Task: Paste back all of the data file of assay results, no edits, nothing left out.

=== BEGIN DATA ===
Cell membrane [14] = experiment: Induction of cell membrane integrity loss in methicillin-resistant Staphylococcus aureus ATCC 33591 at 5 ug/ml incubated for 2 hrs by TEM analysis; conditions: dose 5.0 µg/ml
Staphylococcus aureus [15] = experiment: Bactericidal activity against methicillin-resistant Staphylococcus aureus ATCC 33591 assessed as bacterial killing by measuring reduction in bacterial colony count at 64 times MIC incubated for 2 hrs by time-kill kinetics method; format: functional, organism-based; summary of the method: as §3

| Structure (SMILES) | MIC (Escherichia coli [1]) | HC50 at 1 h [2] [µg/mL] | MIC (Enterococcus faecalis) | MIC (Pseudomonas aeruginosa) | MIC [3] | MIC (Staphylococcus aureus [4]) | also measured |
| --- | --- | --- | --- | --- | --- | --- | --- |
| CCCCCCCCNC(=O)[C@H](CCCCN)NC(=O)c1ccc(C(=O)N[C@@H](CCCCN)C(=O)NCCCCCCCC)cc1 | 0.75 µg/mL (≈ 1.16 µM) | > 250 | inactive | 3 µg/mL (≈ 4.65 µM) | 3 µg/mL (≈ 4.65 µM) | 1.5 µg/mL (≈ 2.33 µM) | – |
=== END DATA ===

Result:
Cell membrane [14] = experiment: Induction of cell membrane integrity loss in methicillin-resistant Staphylococcus aureus ATCC 33591 at 5 ug/ml incubated for 2 hrs by TEM analysis; conditions: dose 5.0 µg/ml
Staphylococcus aureus [15] = experiment: Bactericidal activity against methicillin-resistant Staphylococcus aureus ATCC 33591 assessed as bacterial killing by measuring reduction in bacterial colony count at 64 times MIC incubated for 2 hrs by time-kill kinetics method; format: functional, organism-based; summary of the method: as §3

| Structure (SMILES) | MIC (Escherichia coli [1]) | HC50 at 1 h [2] [µg/mL] | MIC (Enterococcus faecalis) | MIC (Pseudomonas aeruginosa) | MIC [3] | MIC (Staphylococcus aureus [4]) | also measured |
| --- | --- | --- | --- | --- | --- | --- | --- |
| CCCCCCCCNC(=O)[C@H](CCCCN)NC(=O)c1ccc(C(=O)N[C@@H](CCCCN)C(=O)NCCCCCCCC)cc1 | 0.75 µg/mL (≈ 1.16 µM) | > 250 | inactive | 3 µg/mL (≈ 4.65 µM) | 3 µg/mL (≈ 4.65 µM) | 1.5 µg/mL (≈ 2.33 µM) | – |